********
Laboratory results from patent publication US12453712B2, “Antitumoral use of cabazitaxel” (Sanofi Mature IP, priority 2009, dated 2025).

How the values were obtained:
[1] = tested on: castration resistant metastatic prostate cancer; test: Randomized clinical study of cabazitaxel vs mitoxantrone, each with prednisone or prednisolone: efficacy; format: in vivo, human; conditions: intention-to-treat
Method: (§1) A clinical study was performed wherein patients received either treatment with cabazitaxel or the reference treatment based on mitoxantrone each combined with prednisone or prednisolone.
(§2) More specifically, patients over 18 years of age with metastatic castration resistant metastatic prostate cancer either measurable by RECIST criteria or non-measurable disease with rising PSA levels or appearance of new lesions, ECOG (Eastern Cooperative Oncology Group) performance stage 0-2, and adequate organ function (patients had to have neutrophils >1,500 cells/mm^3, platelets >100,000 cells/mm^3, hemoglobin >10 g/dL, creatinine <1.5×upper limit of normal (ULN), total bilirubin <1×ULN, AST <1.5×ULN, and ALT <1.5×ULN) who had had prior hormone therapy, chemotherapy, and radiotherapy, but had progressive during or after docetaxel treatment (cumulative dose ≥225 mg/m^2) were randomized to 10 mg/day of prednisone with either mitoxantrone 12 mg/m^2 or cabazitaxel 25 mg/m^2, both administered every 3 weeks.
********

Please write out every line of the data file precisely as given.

Laboratory results from patent publication US12453712B2, “Antitumoral use of cabazitaxel” (Sanofi Mature IP, priority 2009, dated 2025).

How the values were obtained:
[1] = tested on: castration resistant metastatic prostate cancer; test: Randomized clinical study of cabazitaxel vs mitoxantrone, each with prednisone or prednisolone: efficacy; format: in vivo, human; conditions: intention-to-treat
Method: (§1) A clinical study was performed wherein patients received either treatment with cabazitaxel or the reference treatment based on mitoxantrone each combined with prednisone or prednisolone.
(§2) More specifically, patients over 18 years of age with metastatic castration resistant metastatic prostate cancer either measurable by RECIST criteria or non-measurable disease with rising PSA levels or appearance of new lesions, ECOG (Eastern Cooperative Oncology Group) performance stage 0-2, and adequate organ function (patients had to have neutrophils >1,500 cells/mm^3, platelets >100,000 cells/mm^3, hemoglobin >10 g/dL, creatinine <1.5×upper limit of normal (ULN), total bilirubin <1×ULN, AST <1.5×ULN, and ALT <1.5×ULN) who had had prior hormone therapy, chemotherapy, and radiotherapy, but had progressive during or after docetaxel treatment (cumulative dose ≥225 mg/m^2) were randomized to 10 mg/day of prednisone with either mitoxantrone 12 mg/m^2 or cabazitaxel 25 mg/m^2, both administered every 3 weeks.